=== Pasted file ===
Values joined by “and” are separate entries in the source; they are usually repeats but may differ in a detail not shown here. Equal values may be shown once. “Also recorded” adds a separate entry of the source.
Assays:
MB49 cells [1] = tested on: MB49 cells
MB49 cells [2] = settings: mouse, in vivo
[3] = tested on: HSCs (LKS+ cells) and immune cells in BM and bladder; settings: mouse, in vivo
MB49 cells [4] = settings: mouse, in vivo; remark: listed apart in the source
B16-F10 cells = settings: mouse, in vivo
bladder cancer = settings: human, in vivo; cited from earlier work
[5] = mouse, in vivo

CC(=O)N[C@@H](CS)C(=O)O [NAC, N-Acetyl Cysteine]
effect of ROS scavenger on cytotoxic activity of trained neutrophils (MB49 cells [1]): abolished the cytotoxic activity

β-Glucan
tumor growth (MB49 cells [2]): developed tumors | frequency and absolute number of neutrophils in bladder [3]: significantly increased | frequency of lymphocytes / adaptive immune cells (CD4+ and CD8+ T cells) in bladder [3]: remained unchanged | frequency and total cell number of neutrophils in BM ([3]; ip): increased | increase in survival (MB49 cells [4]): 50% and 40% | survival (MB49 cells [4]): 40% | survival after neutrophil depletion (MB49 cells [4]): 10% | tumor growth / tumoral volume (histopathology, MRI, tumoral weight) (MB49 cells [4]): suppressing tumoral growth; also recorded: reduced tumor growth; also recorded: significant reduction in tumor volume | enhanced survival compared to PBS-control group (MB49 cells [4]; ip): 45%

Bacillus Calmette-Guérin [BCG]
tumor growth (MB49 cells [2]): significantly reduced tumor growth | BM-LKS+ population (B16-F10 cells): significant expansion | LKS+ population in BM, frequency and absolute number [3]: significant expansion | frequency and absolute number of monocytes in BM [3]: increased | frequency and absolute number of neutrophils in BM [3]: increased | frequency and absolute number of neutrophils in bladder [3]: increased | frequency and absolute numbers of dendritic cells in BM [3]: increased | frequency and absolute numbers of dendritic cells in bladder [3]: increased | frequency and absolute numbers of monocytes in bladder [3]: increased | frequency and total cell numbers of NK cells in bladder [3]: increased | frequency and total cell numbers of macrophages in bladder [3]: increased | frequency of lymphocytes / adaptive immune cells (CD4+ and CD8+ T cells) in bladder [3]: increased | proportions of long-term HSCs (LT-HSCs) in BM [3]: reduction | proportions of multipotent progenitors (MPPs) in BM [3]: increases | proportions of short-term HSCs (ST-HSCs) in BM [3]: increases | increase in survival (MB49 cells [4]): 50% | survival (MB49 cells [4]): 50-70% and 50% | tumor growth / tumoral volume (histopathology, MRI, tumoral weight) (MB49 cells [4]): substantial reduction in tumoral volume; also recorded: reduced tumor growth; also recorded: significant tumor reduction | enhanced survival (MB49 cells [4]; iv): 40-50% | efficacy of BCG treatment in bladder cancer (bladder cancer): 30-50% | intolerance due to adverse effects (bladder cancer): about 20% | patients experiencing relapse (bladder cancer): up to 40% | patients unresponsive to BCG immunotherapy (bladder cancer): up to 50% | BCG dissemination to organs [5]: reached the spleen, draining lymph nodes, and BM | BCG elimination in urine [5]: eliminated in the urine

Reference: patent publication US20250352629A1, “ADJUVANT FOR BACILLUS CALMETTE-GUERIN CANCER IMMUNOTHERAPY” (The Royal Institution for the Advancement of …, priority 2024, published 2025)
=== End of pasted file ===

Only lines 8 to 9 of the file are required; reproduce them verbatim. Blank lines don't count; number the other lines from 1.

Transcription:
bladder cancer = settings: human, in vivo; cited from earlier work
[5] = mouse, in vivo